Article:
Apps@SXSW: Spotify Crosses 320,000, But Where’s My US App?

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If South-by propelled Twitter into the stratosphere, why not a sultry new music app?

MOG previewed a neat little mobile package on Monday, and eventgoers were hoping for a little ‘answer’ from Spotify on Tuesday at SXSWi.

Nothing of the sort materialized.  Instead, Spotify head Daniel Ek trotted out a few stats, some nice talking points, and a generally calm Scandinavian demeanor during an interview at the Austin Convention Center.  Asking the questions was Eliot Van Buskirk of Wired.

So why no US release schedule, for either the online or mobile application?  Austin is a legendary music spot, but the hard-nosed contractual discussions are happening back in New York and Los Angeles.

The conversion numbers are getting better.  “We’re now in six countries, and have more than 320,000 paying subscribers,” Ek relayed.  Back of the envelope math?  Paying subs are floating at around 4.6 percent, given a top-line estimate of 7 million users (also offered by Ek).  Last month at the New Music Seminar in Los Angeles, Ek disclosed a paid subscriber number of 250,000.

Other stats from the chat?  Spotify currently houses 100 million playlists, of which 30 million are albums.  In Sweden, the app is used by 15-18 percent of the population, and the resulting swell is happening alongside album sales increases.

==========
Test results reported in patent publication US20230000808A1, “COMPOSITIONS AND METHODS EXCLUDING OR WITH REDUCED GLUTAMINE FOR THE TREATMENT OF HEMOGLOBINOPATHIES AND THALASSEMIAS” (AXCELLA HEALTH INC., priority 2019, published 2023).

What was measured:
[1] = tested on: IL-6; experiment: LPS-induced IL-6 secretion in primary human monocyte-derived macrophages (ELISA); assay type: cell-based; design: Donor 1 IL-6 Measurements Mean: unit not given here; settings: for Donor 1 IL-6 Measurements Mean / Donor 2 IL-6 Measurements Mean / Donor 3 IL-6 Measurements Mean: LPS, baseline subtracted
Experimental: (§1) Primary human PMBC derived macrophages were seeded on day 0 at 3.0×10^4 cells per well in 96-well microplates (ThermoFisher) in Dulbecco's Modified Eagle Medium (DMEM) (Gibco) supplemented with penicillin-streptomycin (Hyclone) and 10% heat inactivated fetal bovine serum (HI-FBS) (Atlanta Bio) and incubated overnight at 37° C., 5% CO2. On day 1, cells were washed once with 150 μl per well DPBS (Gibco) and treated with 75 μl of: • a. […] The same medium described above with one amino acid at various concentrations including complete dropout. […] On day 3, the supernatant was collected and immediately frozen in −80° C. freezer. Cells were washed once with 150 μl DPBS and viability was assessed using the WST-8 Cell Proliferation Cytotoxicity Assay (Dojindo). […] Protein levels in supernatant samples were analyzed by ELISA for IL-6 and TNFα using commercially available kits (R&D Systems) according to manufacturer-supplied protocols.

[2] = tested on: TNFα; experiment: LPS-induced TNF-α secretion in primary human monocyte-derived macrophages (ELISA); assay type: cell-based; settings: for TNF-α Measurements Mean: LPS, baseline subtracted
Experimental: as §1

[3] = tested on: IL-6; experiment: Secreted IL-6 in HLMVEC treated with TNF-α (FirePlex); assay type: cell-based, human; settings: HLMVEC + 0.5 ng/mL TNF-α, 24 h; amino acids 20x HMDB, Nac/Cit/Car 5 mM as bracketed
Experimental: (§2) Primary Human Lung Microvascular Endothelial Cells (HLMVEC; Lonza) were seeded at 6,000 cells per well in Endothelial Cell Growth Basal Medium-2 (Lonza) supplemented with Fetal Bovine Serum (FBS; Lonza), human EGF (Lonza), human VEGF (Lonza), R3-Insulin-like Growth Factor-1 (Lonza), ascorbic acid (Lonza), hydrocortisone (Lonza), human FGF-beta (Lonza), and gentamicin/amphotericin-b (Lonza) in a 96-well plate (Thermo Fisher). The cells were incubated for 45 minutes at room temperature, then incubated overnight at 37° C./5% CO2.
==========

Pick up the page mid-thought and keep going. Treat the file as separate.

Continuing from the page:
The conclusion?  Spotify helps to sell more music, or something like that.  But that is another debate.

Outside of the Spotify bubble, some other interesting app developments are happening.  Back in Los Angeles, Universal Music Group tossed its ‘Six String’ iPhone app into the ring, a guitar simulation game.  The app allows players to strum along with recordings from Bon Jovi, Peter Frampton, Fall Out Boy, and others.

Back in Austin, Slacker was also buzzing.  The company just announced a partnership with A&R-focused startup Hello Music.  But Slacker is also cooking an on-demand component.  According to tips from Wired (and confirmed by the company), the Slacker entry would combine elements of Pandora, Spotify, and Rhapsody.

Report by Alexandra Osorio in Austin and Paul Resnikoff in Los Angeles.